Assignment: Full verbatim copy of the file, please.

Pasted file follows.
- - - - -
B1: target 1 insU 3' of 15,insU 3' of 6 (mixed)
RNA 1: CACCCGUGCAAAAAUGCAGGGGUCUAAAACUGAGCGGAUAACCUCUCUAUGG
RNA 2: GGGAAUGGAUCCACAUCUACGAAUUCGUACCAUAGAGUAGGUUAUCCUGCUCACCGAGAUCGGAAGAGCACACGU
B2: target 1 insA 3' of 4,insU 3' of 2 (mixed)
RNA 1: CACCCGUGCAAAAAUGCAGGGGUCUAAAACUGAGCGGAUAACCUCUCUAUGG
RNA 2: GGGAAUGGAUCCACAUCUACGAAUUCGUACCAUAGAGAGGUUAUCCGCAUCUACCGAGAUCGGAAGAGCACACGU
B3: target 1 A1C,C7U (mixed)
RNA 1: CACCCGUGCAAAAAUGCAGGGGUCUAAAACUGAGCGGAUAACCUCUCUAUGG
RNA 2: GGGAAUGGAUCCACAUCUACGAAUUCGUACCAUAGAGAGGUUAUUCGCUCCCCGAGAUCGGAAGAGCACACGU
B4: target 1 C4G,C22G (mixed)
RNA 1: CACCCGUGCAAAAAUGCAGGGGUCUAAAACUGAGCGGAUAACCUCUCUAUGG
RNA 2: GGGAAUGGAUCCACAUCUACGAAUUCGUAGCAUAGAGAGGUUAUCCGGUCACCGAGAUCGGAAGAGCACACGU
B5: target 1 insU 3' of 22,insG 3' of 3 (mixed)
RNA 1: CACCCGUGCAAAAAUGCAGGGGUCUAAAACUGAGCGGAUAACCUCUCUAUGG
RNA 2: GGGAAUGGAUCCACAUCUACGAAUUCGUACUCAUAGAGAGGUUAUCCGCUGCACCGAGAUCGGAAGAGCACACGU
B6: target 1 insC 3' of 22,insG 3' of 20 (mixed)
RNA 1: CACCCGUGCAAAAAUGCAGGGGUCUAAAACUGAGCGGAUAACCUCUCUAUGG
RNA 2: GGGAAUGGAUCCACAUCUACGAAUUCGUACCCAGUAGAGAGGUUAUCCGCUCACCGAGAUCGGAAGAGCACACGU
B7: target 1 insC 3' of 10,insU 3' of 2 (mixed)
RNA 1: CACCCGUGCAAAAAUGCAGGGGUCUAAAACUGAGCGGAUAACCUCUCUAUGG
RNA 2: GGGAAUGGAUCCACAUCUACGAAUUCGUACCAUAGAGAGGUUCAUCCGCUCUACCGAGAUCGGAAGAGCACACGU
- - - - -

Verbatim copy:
B1: target 1 insU 3' of 15,insU 3' of 6 (mixed)
RNA 1: CACCCGUGCAAAAAUGCAGGGGUCUAAAACUGAGCGGAUAACCUCUCUAUGG
RNA 2: GGGAAUGGAUCCACAUCUACGAAUUCGUACCAUAGAGUAGGUUAUCCUGCUCACCGAGAUCGGAAGAGCACACGU
B2: target 1 insA 3' of 4,insU 3' of 2 (mixed)
RNA 1: CACCCGUGCAAAAAUGCAGGGGUCUAAAACUGAGCGGAUAACCUCUCUAUGG
RNA 2: GGGAAUGGAUCCACAUCUACGAAUUCGUACCAUAGAGAGGUUAUCCGCAUCUACCGAGAUCGGAAGAGCACACGU
B3: target 1 A1C,C7U (mixed)
RNA 1: CACCCGUGCAAAAAUGCAGGGGUCUAAAACUGAGCGGAUAACCUCUCUAUGG
RNA 2: GGGAAUGGAUCCACAUCUACGAAUUCGUACCAUAGAGAGGUUAUUCGCUCCCCGAGAUCGGAAGAGCACACGU
B4: target 1 C4G,C22G (mixed)
RNA 1: CACCCGUGCAAAAAUGCAGGGGUCUAAAACUGAGCGGAUAACCUCUCUAUGG
RNA 2: GGGAAUGGAUCCACAUCUACGAAUUCGUAGCAUAGAGAGGUUAUCCGGUCACCGAGAUCGGAAGAGCACACGU
B5: target 1 insU 3' of 22,insG 3' of 3 (mixed)
RNA 1: CACCCGUGCAAAAAUGCAGGGGUCUAAAACUGAGCGGAUAACCUCUCUAUGG
RNA 2: GGGAAUGGAUCCACAUCUACGAAUUCGUACUCAUAGAGAGGUUAUCCGCUGCACCGAGAUCGGAAGAGCACACGU
B6: target 1 insC 3' of 22,insG 3' of 20 (mixed)
RNA 1: CACCCGUGCAAAAAUGCAGGGGUCUAAAACUGAGCGGAUAACCUCUCUAUGG
RNA 2: GGGAAUGGAUCCACAUCUACGAAUUCGUACCCAGUAGAGAGGUUAUCCGCUCACCGAGAUCGGAAGAGCACACGU
B7: target 1 insC 3' of 10,insU 3' of 2 (mixed)
RNA 1: CACCCGUGCAAAAAUGCAGGGGUCUAAAACUGAGCGGAUAACCUCUCUAUGG
RNA 2: GGGAAUGGAUCCACAUCUACGAAUUCGUACCAUAGAGAGGUUCAUCCGCUCUACCGAGAUCGGAAGAGCACACGU